12).  Not only in the said pamphlet but also in various other documents relied upon by the complainant, especially Project Information document, the complainant having been conferred to lead a consortium comprising themselves, BEL, and Government of Andhra Pradesh floated this project whereby they intended to promote the Rajiv Internet (e-Seva) Centres as many as more than 5000 in number to be handed over to the educated unemployed for providing as many as 64 services to the villagers. In that process they invited deposits from such unemployed aspirants. Lured by the said offer the complainant deposited the amounts. For confirmation, a formal agreement was entered into and provision of infrastructure for the purpose of commencing the services no doubt for consideration from the retail consumers. Thus the complainant by making deposits has taken a step forward keeping in view the potential consumer vis-à-vis the opposite party a service provider. It is also evident from the record that the service provider could not keep up the promise of facilitating the business and means from the perspective of the complainant for eking out his livelihood. Thus the respondent failed to provide the services promised. No doubt they tried to assign various reasons including the project promised by the Government of Andhra Pradesh etc., but the fact remains that the respondent had made a public offer and invited deposits from the educated unemployed youth like the complainant .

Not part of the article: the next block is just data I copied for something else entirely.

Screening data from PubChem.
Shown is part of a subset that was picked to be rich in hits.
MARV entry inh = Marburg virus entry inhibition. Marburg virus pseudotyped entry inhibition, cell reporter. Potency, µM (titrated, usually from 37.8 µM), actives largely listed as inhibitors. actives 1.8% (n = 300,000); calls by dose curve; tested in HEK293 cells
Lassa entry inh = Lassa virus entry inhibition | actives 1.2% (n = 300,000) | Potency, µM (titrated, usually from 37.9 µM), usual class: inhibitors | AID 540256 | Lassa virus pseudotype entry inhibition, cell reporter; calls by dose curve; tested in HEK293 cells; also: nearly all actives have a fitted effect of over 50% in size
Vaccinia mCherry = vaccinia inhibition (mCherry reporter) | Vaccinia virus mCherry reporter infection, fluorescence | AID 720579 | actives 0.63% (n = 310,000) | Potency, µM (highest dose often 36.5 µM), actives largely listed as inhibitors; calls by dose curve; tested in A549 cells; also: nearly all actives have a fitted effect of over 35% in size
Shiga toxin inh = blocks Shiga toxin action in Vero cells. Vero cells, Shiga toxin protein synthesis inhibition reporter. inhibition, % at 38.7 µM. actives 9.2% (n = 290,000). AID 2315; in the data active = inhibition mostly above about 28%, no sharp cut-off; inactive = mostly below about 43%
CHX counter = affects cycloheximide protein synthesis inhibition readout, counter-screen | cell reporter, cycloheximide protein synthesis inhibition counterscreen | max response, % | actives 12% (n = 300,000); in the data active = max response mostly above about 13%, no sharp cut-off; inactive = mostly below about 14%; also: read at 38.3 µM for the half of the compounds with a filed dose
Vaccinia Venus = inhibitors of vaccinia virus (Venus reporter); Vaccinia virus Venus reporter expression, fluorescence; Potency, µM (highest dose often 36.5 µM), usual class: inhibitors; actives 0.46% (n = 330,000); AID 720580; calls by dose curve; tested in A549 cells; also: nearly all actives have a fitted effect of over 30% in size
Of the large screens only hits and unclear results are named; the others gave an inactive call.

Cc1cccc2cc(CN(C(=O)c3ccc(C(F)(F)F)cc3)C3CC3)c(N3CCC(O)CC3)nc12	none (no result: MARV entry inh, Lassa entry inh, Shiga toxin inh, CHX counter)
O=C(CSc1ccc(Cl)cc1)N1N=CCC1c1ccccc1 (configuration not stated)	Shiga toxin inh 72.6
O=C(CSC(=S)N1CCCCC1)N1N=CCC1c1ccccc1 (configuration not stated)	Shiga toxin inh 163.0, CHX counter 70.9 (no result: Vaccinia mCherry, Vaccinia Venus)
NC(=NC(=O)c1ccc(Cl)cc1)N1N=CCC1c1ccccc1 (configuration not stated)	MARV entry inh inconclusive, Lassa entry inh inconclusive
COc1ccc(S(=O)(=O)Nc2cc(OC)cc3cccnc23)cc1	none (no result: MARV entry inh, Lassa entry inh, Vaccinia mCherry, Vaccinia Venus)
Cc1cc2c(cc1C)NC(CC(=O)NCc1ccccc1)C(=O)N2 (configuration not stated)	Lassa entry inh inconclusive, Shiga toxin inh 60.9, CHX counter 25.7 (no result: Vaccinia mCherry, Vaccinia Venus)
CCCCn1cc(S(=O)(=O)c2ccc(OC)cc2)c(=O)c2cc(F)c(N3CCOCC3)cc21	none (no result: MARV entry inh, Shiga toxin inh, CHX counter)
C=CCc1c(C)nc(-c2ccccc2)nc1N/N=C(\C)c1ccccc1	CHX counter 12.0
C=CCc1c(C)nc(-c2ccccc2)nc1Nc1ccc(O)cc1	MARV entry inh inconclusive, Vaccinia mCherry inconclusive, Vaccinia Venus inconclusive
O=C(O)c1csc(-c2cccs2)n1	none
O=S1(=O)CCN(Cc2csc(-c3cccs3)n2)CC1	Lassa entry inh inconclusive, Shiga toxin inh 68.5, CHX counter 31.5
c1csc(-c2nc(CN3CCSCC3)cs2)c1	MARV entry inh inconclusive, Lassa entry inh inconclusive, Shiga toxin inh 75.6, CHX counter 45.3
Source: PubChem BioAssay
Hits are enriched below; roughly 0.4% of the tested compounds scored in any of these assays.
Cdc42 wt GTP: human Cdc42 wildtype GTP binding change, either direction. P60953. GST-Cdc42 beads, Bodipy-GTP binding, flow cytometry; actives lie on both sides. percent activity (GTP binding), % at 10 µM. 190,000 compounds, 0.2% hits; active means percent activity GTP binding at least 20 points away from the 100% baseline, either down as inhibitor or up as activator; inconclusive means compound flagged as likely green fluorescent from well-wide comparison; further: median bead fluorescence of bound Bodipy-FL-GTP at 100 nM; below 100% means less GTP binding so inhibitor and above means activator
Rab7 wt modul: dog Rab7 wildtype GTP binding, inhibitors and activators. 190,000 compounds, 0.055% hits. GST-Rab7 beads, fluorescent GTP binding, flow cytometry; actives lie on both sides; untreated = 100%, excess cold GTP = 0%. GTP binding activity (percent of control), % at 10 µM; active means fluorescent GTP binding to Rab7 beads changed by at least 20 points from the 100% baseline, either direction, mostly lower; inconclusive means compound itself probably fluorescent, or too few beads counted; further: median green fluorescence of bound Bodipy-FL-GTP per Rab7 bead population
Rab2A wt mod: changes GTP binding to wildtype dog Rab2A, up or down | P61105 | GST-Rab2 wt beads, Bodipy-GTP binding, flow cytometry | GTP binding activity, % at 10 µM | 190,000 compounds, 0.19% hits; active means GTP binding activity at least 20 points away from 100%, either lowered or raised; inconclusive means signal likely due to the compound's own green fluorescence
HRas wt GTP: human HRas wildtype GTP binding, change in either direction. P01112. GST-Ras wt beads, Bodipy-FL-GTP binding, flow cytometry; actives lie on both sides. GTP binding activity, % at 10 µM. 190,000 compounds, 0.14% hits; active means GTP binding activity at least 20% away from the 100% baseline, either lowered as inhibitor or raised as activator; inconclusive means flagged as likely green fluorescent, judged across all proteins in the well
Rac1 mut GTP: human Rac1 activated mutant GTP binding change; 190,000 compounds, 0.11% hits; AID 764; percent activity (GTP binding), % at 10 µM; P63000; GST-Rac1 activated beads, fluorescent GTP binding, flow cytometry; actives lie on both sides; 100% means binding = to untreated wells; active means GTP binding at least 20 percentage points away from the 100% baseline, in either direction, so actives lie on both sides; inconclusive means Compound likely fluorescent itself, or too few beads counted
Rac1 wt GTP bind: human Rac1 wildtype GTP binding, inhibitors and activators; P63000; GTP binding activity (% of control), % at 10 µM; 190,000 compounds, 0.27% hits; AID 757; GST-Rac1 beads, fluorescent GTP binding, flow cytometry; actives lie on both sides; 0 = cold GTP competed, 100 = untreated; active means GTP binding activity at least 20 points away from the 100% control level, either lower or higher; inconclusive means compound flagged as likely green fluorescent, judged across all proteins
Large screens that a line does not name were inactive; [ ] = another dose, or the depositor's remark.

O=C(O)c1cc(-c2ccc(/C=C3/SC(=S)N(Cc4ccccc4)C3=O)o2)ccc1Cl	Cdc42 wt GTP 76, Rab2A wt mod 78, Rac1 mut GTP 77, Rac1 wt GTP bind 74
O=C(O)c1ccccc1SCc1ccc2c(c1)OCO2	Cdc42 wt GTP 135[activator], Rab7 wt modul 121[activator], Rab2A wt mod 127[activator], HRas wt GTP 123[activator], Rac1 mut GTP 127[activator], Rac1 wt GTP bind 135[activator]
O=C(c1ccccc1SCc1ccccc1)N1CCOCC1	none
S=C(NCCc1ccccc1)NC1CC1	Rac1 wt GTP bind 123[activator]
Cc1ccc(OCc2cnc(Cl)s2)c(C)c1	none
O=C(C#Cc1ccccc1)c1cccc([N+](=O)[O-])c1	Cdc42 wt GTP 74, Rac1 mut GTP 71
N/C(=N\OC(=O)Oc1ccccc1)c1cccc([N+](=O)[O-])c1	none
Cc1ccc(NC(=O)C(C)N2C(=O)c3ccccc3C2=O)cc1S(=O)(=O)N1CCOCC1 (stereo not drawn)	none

It means that they did not consolidate their position to make that offer but it appears that they made the offer pre-maturely. This kind of offer which was not sure of keeping up itself marks deficiency of service if not unfair trade practise.